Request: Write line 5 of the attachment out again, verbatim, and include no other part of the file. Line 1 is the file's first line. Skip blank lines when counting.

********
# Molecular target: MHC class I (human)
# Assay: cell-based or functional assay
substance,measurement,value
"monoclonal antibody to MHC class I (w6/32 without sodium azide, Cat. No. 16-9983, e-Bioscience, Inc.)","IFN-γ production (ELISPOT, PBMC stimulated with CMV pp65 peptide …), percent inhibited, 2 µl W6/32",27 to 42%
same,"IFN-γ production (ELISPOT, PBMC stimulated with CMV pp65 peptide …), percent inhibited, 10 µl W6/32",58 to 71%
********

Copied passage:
same,"IFN-γ production (ELISPOT, PBMC stimulated with CMV pp65 peptide …), percent inhibited, 10 µl W6/32",58 to 71%